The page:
What’s behind a spike in police shootings? High-profile violence revives calls for reform – and familiar scapegoats

Following a deadly year for law enforcement, competing narratives about what’s behind the violence have obscured root causes, Alex Woodward reports

Tuesday 01 February 2022 17:18 GMT
New York City Police Department officers mourn two officers fatally shot in January.
New York City Police Department officers mourn two officers fatally shot in January. (Getty Images)

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Louise Thomas

Louise Thomas


In the first month of 2022, at least 24 law enforcement officers in the US were shot, including three officers killed while on duty, and an off-duty officer who was fatally shot during an attempted robbery, according to the Gun Violence Archive.

Last year also marked one of the deadliest years for US law enforcement in modern history. For the second year in a row, the leading cause of death among law enforcement officers was Covid-19, which killed 301 officers in 2021, according to the National Law Enforcement Officers Memorial and Museum.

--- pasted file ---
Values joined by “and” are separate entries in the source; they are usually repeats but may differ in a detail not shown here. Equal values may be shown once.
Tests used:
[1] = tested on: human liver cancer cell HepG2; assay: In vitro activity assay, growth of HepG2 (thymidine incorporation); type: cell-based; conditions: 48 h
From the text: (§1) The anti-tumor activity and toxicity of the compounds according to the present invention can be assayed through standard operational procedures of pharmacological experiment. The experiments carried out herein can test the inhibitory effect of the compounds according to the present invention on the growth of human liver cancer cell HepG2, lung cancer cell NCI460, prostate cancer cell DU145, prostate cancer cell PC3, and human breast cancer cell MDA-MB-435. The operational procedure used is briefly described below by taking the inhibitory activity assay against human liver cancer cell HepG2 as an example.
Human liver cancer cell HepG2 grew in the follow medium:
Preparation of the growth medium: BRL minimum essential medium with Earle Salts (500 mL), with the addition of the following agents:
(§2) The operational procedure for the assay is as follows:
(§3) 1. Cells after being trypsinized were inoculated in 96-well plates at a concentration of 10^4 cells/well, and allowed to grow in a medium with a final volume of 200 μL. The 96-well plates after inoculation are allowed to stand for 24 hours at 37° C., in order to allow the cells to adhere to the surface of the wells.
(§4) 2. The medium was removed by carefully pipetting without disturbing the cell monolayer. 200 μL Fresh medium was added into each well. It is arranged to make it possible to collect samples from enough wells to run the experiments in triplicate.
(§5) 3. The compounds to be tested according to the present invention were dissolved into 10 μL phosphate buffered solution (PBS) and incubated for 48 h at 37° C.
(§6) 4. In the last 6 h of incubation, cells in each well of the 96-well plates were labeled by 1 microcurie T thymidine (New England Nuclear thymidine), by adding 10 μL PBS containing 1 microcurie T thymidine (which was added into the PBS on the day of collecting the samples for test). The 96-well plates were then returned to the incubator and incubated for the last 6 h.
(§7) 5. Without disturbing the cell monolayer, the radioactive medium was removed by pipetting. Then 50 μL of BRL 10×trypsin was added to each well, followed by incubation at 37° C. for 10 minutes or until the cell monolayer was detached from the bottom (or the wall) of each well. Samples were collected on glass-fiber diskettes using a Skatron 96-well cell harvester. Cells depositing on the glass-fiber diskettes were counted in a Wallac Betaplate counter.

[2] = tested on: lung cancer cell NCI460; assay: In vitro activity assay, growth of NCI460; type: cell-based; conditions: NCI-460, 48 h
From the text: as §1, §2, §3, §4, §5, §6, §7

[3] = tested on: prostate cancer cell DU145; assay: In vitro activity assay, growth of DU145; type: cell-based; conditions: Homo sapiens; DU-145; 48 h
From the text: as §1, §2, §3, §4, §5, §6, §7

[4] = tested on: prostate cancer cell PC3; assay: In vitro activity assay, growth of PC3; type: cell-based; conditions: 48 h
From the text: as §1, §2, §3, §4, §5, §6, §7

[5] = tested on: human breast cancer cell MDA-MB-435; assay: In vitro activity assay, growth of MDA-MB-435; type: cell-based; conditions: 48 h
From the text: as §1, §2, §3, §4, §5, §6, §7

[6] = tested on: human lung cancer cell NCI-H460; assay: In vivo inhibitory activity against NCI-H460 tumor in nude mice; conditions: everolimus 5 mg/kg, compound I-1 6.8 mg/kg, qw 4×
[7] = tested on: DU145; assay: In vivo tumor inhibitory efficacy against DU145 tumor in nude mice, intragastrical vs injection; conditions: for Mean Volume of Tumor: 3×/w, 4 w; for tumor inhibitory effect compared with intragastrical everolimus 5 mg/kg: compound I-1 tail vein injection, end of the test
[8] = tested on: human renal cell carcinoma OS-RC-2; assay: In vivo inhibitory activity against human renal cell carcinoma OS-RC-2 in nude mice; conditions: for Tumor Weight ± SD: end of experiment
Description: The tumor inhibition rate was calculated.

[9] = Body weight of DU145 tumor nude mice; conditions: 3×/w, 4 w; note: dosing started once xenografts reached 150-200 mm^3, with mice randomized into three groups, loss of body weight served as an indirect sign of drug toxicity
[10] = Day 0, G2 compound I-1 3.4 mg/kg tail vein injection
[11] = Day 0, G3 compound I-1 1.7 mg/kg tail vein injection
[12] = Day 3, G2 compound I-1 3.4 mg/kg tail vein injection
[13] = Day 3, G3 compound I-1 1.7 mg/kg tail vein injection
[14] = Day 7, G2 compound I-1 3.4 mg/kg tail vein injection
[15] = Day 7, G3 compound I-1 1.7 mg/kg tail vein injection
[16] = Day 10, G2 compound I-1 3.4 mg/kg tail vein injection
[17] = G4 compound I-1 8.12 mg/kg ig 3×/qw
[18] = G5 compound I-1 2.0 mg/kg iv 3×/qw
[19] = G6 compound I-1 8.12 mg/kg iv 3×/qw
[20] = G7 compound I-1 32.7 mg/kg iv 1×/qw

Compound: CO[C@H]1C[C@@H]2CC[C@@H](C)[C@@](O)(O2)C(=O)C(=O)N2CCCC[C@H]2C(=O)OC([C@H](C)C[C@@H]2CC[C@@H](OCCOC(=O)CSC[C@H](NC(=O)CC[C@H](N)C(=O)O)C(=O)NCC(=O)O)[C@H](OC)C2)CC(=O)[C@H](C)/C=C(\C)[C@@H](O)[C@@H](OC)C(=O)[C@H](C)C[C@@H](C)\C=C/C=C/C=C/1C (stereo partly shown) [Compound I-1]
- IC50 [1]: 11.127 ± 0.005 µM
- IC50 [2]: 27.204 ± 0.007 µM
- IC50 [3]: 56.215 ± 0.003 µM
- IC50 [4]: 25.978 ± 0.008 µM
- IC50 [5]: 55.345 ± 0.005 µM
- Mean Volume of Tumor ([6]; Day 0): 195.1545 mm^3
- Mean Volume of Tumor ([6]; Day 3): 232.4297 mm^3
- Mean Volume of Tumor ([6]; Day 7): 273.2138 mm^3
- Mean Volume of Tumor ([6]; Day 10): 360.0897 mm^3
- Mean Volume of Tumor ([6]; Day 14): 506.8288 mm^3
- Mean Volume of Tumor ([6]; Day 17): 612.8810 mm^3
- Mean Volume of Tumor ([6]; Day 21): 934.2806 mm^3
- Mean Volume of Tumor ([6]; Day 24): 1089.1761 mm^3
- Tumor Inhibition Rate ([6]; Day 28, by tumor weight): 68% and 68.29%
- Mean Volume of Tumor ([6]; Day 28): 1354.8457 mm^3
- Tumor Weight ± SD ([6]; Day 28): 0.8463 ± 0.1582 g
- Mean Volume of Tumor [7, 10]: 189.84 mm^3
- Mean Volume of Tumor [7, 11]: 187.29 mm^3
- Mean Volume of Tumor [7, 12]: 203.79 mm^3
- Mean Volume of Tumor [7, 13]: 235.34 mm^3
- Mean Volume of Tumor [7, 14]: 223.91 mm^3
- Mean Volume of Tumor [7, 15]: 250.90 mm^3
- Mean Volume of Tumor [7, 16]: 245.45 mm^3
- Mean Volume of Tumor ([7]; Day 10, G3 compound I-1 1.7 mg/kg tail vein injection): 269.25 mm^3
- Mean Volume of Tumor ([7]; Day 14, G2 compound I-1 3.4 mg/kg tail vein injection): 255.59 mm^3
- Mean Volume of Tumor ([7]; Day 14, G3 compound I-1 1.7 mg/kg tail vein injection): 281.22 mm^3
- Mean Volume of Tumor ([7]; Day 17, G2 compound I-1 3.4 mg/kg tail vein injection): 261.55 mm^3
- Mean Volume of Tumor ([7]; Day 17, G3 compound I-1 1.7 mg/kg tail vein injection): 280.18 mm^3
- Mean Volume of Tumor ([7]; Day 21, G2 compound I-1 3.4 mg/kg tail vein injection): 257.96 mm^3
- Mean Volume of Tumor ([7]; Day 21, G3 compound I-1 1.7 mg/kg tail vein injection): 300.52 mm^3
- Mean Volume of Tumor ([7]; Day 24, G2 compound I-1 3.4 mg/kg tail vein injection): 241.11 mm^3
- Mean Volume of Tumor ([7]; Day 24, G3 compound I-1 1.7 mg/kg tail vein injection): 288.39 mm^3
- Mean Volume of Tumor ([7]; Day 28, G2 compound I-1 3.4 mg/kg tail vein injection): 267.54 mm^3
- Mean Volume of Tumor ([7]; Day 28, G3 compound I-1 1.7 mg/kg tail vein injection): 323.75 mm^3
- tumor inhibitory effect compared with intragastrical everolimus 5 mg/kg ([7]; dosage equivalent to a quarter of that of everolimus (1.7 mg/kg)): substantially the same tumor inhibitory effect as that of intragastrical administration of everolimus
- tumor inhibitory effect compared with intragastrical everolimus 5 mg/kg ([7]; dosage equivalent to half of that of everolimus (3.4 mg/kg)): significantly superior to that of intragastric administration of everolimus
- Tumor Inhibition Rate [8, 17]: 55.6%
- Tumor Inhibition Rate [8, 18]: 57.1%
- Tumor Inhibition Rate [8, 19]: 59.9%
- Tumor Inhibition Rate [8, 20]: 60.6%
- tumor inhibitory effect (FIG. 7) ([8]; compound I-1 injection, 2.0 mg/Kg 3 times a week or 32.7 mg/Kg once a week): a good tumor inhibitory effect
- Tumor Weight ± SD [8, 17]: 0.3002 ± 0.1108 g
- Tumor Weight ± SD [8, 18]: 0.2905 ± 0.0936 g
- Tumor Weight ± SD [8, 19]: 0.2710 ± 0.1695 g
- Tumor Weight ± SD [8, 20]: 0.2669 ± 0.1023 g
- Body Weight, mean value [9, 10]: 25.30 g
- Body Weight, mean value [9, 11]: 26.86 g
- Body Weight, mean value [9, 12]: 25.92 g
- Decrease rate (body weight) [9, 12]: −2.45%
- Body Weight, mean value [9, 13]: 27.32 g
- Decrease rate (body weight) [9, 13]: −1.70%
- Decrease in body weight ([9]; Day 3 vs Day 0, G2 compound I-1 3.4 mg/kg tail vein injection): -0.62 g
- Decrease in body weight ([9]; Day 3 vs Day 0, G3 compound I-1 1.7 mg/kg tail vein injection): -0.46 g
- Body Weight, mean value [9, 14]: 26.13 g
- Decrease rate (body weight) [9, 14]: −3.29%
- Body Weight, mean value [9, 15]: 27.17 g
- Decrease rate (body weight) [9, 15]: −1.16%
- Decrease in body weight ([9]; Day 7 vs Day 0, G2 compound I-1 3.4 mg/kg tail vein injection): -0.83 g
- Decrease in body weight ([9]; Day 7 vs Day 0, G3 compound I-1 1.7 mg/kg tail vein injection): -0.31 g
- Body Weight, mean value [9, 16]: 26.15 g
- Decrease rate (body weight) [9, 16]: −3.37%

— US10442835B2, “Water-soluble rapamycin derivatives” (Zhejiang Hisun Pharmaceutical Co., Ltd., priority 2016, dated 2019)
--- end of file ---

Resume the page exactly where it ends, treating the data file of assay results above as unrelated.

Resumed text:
Sixty-two officers were killed by gunfire.

A rapid succession of headline-grabbing tragedies, and futile attempts to explain them, have obscured discussions about violence prevention and tackling root causes while resurrecting familiar boogeymen.

Police unions and law enforcement groups have characterised recent shootings as a byproduct of a crime wave, and politicians and other officials have invoked recent high-profile shootings to denounce “defund” movements and racial justice protests while suggesting that advocacy groups and progressive legislators failed to come up with solutions.

Criminal justice advocates have condemned what they see as law enforcement’s competing narrative about public safety, one that exploits tragic headlines to drum up support for policies that lead to the same discriminatory outcomes they fought in the first place.

Experts contend that there is no evidence that recent trends in violent crime are linked to any single factor but are more likely a “perfect storm” of circumstances, including impacts from the Covid-19 pandemic, from its economic fallout and societal failures to how law enforcement agencies are able to function. The upending of “normal” American life also is running parallel to declining trust in police and more mainstream attention towards progressive reform efforts.